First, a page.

Tulane University’s Southeastern Architectural Archive has announced a new exhibition:
In celebration of Super Bowl XLVII and in anticipation of the 40th Anniversary of the Louisiana Superdome, this exhibition documents the structure’s early history. Beginning with a 1966 public referendum to establish a Louisiana Exposition and Stadium District to build a domed stadium in New Orleans, the project rapidly progressed through an exhaustive site selection phase. Governor John McKeithen proclaimed it the best thing to happen to the state since the Louisiana Purchase.
Before the structure was even begun the vox popoli had established it as “the superdome.” By summer 1967, a design team led by Nathaniel C. Curtis, Jr. was developing conceptual models. He stressed the building’s legacy as a classical amphitheatre envisioned in modern terms, a challenge to both the past and the future. His team developed the space around the spectators, then subjected the designs to computer analysis in order to determine the appropriate structural system. Additional modifications were made due to the city’s high water table and the need for the building to withstand hurricane-force winds. Helicopters delivered final building materials to the dome when cranes could no longer reach.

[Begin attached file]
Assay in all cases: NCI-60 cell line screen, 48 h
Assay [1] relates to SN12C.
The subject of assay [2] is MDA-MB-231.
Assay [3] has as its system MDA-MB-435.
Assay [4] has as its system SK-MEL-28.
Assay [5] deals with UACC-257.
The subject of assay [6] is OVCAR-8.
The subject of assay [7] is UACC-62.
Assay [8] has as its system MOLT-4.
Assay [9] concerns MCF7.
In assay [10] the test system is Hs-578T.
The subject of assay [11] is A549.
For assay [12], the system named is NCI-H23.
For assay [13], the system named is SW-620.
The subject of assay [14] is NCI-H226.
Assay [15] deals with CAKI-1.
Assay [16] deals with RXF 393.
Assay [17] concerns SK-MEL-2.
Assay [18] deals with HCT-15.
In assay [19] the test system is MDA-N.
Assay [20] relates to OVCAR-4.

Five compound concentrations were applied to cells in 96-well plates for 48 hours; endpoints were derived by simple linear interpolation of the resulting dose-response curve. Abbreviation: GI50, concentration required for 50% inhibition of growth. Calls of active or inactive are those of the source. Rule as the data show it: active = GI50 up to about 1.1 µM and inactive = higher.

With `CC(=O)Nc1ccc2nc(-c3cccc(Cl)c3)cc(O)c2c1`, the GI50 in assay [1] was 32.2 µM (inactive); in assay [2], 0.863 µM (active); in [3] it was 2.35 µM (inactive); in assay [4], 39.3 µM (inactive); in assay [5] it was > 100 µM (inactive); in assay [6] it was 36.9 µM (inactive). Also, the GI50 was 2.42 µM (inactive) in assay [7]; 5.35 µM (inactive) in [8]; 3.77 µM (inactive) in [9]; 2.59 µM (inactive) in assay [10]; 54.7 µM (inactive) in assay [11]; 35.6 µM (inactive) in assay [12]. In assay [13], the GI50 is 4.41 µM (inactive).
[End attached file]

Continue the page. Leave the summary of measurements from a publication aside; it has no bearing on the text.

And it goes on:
The resultant stadium sits on a platform twenty-five feet above grade and features a five-thousand ton dome supported by a tension ring comprised of twenty-four prefabricated sections that were welded in place. After eight years of labor, employing over one thousand people, and costing over $163 million, the Louisiana Superdome required “the unrelenting efforts of people who were not afraid to make a dream come true.”
17 January 2013 -- 1 November 2013
Art Associates, Illustrators. The Louisiana Stadium. Presentation rendering. Undated. Curtis & Davis Office Records, The Southeastern Architectural Archive, Special Collections Division, Tulane University Libraries.